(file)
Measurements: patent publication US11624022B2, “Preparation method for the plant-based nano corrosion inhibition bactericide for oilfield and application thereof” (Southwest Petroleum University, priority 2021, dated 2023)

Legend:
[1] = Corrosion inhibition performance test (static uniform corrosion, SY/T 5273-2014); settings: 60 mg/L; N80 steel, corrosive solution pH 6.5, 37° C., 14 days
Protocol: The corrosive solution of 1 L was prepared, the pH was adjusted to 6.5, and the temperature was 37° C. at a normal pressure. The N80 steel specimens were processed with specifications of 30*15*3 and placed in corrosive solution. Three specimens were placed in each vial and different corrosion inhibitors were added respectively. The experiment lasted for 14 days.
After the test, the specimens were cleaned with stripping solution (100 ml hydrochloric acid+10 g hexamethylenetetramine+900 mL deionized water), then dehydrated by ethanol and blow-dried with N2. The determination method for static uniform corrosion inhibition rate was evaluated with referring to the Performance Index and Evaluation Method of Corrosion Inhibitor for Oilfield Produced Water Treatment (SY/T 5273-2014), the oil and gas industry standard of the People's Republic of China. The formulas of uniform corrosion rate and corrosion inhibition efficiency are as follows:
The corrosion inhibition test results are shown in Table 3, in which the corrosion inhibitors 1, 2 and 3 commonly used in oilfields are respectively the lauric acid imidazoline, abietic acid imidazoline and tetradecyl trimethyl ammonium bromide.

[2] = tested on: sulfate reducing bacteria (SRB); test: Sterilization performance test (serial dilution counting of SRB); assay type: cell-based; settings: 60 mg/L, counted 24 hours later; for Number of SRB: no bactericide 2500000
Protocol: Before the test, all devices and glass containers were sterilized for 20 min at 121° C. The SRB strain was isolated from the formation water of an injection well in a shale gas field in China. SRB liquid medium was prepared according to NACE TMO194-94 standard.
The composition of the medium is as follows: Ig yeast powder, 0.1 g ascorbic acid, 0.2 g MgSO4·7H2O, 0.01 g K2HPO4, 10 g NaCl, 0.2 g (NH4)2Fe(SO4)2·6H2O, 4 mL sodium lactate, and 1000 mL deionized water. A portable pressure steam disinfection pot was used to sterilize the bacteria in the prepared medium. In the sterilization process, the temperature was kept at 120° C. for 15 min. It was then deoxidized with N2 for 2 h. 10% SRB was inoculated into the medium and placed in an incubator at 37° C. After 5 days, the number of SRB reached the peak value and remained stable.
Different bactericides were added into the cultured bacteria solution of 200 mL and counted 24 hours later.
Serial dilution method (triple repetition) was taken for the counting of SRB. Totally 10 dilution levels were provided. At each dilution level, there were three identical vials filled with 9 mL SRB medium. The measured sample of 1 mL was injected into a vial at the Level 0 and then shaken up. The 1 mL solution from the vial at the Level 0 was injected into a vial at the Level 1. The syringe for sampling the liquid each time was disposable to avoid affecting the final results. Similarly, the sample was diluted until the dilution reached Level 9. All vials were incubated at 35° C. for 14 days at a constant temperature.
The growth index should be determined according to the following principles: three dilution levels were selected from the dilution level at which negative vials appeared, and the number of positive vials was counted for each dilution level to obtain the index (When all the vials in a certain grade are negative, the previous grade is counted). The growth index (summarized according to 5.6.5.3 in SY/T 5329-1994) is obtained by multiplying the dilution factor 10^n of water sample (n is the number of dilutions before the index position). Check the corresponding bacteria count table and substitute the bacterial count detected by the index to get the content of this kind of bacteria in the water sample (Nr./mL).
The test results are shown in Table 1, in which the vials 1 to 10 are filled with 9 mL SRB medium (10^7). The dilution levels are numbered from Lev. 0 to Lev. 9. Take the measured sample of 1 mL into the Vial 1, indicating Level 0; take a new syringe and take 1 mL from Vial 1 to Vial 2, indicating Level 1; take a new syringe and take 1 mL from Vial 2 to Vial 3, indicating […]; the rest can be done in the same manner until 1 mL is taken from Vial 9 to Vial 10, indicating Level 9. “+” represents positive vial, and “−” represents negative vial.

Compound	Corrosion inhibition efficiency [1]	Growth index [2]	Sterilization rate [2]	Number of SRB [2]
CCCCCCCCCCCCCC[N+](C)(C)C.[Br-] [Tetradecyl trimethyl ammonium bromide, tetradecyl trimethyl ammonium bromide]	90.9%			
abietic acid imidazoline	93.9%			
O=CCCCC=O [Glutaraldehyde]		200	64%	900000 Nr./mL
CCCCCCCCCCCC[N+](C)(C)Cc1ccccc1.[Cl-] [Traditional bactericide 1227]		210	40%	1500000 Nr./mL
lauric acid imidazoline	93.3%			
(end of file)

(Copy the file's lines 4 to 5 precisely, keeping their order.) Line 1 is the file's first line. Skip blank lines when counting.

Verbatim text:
Protocol: The corrosive solution of 1 L was prepared, the pH was adjusted to 6.5, and the temperature was 37° C. at a normal pressure. The N80 steel specimens were processed with specifications of 30*15*3 and placed in corrosive solution. Three specimens were placed in each vial and different corrosion inhibitors were added respectively. The experiment lasted for 14 days.
After the test, the specimens were cleaned with stripping solution (100 ml hydrochloric acid+10 g hexamethylenetetramine+900 mL deionized water), then dehydrated by ethanol and blow-dried with N2. The determination method for static uniform corrosion inhibition rate was evaluated with referring to the Performance Index and Evaluation Method of Corrosion Inhibitor for Oilfield Produced Water Treatment (SY/T 5273-2014), the oil and gas industry standard of the People's Republic of China. The formulas of uniform corrosion rate and corrosion inhibition efficiency are as follows: